All college students, regardless of their college major, need to be able to make reasonable decisions about fiscal, environmental, and health issues that require quantitative reasoning skills. An activity based approach is used to explore numerical relationships, graphs, proportional relationships, algebraic reasoning, and problem solving using linear, exponential and other mathematical models. Students will develop conceptual and procedural tools that support the use of key mathematical concepts in a variety of contexts. This course may be used as the first of a two part sequence that ends with Quantitative Reasoning as the capstone general education math requirement.
Demonstrate operation sense by communicating verbally and symbolically the effects of common operations on numbers.Assessment Strategiesby completing assignments, quizzes, lab work, and tests with a satisfactory score as detailed in the grading scaleby active participation in class discussion and activitiesCriteriayou use correct operation sense in algebraic expressionsyou communicate verbally and symbolically the correct effects of common operations on numbersyou represent very large and very small numbers from real-world problems using scientific notationyou explain the importance and value of using scientific notationyou demonstrate how and when to estimate results, solve problems, detect errors, and check accuracy.you apply quantitative reasoning to solve problems involving quantities or rates.you convert between different measurement units and use measurement terms correctlyyou compute different types of mathematical data summaries such as: measures of central tendancy and mathematical models.you use measures of central tendancy and mathematical models to represent data.you read, interpret, and make decisions based upon data from graphical displays such as line graphs, bar graphs, scatterplots, and histograms.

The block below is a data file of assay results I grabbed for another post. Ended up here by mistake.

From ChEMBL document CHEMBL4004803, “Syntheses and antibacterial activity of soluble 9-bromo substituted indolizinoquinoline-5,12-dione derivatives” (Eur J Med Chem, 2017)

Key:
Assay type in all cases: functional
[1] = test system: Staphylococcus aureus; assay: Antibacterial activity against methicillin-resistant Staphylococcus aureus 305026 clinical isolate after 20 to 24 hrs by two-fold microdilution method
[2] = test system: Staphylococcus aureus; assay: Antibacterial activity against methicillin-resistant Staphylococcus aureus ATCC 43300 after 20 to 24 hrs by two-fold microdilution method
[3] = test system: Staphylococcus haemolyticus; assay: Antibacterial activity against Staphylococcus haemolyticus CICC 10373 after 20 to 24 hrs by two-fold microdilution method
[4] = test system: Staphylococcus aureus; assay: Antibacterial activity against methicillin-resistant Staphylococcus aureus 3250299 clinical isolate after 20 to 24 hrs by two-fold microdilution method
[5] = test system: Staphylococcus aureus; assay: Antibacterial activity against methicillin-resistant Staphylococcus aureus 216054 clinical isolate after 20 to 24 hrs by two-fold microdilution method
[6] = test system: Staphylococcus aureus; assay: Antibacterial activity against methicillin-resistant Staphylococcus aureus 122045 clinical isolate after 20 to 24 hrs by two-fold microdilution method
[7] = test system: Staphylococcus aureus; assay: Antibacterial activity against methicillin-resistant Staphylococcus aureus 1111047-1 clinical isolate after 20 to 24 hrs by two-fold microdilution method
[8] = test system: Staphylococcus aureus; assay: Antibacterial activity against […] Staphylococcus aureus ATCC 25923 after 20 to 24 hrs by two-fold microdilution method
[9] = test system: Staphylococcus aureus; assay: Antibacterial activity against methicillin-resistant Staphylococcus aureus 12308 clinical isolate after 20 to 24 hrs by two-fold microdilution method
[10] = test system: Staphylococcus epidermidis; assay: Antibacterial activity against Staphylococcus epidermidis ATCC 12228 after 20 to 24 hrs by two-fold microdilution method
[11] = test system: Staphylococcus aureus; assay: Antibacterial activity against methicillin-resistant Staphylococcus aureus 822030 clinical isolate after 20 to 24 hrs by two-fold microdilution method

Apply quantitative reasoning strategies to solve real-world problems involving ratios, rates, proportions, and scalingAssessment Strategiesby completing assignments, quizzes, lab work, and tests with a satisfactory score as detailed in the grading scaleby active participation in class discussion and activitiesCriteriayou identify proportional relationships from verbal and numeric representationsyou compare proportional relationships represented in different waysyou apply quantitative reasoning strategies to solve real-world problems with proportional relationshipsyou appropriately use whole numbers, fractions, decimals, and units to describe and fully explain proportional relationships
Describe the underlying structure of quantitative reasoning problems using the language and structure of algebraAssessment Strategiesby completing assignments, quizzes, lab work, and tests with a satisfactory score as detailed in the grading scaleby active participation in class discussion and activitiesCriteriayou explain the various uses of variables to represent quantities or attributesyou describe the effect that a change in the value of one variable has on the value(s) of the other variables in an algebraic relationshipyou construct and use equations or inequalities to accurately represent relationships involving one or more unknown or variable quantities to solve problems.
Translate quantitative reasoning problems from a variety of contexts into mathematical modelsAssessment Strategiesby active participation in class discussion and activitiesCriteriayou translate problems from a variety of contexts into linear, exponential, or quadratic mathematical representations and vice versayou describe the behavior of common types of functions using words, algebraic symbols, graphs, and tablesyou identify when a linear model or trend is reasonable for given data. When a linear model does not appear to be reasonable, you explore the applicability of other models.you identify important characteristics of functions in various representations.you use appropriate terms and units to describe rate of changeyou explain why mathematical models used to characterize real-world scenarios or physical relationships may be inexact or subject to error from many sources, including variability